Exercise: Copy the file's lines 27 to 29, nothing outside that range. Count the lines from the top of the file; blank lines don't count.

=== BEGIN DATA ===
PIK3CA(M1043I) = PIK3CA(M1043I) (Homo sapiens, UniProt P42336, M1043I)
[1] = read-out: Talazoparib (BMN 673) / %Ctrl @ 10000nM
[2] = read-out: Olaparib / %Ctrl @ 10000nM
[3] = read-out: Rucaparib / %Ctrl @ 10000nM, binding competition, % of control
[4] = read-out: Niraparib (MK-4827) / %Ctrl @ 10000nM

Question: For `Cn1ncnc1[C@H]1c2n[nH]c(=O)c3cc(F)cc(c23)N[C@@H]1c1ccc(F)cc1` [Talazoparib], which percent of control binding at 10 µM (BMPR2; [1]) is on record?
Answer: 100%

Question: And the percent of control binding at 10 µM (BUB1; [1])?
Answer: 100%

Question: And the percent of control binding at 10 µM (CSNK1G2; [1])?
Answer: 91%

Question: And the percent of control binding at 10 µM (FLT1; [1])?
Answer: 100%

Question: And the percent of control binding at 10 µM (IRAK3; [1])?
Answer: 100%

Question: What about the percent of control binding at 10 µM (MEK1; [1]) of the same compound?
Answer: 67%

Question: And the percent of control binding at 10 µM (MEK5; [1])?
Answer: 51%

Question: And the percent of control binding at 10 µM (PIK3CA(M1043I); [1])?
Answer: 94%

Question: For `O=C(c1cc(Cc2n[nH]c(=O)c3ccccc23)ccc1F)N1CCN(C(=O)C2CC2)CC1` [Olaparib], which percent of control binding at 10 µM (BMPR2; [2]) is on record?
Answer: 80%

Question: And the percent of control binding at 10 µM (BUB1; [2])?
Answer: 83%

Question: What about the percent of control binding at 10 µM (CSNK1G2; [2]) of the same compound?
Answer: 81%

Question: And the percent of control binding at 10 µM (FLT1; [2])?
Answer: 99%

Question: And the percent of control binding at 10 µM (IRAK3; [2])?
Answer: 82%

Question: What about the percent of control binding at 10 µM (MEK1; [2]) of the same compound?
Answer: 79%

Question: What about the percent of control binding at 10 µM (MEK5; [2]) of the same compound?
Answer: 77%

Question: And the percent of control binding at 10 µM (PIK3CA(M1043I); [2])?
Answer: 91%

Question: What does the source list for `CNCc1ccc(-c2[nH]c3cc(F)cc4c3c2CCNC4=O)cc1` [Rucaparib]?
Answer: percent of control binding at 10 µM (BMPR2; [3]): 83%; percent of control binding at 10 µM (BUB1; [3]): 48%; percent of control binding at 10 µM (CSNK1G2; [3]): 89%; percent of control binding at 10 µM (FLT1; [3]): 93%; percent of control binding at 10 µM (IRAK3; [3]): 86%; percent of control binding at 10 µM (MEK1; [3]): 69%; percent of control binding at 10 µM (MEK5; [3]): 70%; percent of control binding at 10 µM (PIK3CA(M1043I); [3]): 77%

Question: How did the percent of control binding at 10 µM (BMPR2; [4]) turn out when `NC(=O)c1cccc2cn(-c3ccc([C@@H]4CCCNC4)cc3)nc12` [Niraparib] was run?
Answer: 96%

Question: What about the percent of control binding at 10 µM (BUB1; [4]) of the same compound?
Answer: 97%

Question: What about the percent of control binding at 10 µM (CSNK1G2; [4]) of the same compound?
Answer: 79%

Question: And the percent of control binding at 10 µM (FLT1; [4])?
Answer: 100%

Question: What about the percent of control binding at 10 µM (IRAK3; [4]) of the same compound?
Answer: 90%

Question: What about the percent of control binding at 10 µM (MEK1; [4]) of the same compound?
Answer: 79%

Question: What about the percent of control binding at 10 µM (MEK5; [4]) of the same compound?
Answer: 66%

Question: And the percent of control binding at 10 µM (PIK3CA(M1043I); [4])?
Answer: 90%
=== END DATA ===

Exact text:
Answer: 81%

Question: And the percent of control binding at 10 µM (FLT1; [2])?
Answer: 99%